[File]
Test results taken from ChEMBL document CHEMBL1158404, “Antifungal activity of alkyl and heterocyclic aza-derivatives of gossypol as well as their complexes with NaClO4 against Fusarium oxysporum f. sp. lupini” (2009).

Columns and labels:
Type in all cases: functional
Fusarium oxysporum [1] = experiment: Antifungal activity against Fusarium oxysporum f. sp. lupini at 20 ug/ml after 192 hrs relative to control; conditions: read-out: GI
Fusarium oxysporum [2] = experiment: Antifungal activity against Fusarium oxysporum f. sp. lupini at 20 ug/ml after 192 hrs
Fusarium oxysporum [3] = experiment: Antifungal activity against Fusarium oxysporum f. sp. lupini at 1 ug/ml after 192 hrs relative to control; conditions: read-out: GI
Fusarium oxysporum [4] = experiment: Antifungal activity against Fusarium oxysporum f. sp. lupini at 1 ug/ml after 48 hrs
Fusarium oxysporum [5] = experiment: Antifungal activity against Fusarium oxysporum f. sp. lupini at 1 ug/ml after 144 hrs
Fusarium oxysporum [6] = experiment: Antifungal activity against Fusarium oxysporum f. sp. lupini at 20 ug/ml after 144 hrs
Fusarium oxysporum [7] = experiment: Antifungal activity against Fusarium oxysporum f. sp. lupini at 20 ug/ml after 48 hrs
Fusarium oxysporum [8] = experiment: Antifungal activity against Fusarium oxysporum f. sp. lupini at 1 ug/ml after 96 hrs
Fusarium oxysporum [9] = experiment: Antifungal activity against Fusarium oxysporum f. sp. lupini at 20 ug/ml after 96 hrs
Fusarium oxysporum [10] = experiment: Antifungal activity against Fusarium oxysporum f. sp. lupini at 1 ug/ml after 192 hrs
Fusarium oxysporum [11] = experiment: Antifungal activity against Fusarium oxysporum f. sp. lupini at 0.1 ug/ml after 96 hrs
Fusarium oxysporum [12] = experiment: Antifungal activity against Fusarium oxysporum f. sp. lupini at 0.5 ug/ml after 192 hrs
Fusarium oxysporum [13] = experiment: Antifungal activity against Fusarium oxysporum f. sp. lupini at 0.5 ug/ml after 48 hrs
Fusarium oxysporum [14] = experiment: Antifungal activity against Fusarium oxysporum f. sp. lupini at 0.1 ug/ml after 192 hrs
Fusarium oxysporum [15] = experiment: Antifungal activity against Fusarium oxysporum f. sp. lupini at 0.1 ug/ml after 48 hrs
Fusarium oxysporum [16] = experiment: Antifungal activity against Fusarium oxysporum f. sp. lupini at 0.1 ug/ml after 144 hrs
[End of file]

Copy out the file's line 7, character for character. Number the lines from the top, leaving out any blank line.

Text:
Fusarium oxysporum [4] = experiment: Antifungal activity against Fusarium oxysporum f. sp. lupini at 1 ug/ml after 48 hrs